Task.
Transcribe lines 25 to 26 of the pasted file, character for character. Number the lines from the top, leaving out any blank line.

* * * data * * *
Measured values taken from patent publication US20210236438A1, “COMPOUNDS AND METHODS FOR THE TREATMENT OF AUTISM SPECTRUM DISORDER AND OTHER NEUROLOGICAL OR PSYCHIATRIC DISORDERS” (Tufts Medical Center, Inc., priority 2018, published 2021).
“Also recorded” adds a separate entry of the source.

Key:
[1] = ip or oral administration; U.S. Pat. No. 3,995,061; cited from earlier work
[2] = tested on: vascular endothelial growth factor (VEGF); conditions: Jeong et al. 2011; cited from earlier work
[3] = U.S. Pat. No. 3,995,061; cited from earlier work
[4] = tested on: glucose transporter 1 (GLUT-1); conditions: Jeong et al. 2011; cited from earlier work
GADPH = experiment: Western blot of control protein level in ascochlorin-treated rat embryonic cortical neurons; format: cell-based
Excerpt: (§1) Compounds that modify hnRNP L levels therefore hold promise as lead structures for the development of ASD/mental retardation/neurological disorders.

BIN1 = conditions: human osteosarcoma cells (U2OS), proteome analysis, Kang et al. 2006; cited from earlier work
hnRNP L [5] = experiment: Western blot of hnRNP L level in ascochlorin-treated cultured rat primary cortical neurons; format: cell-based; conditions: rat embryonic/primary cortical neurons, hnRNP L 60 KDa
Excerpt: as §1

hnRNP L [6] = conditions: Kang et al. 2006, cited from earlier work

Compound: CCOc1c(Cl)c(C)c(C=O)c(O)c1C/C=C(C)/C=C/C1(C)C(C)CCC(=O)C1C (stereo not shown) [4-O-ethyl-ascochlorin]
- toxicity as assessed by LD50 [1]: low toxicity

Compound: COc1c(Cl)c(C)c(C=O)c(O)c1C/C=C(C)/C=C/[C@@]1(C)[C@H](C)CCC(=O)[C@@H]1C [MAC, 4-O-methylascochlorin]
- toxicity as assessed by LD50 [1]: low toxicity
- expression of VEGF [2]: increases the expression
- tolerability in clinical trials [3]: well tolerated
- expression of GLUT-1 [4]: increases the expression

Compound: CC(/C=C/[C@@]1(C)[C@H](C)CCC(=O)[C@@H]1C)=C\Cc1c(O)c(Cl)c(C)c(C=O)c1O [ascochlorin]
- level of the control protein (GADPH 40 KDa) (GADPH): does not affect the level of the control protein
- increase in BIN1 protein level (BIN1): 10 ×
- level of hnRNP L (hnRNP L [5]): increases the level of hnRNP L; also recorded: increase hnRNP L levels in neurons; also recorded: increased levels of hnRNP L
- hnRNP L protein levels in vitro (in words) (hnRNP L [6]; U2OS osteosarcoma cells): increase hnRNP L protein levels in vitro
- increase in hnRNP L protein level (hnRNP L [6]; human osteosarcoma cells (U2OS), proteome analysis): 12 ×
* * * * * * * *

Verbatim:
- hnRNP L protein levels in vitro (in words) (hnRNP L [6]; U2OS osteosarcoma cells): increase hnRNP L protein levels in vitro
- increase in hnRNP L protein level (hnRNP L [6]; human osteosarcoma cells (U2OS), proteome analysis): 12 ×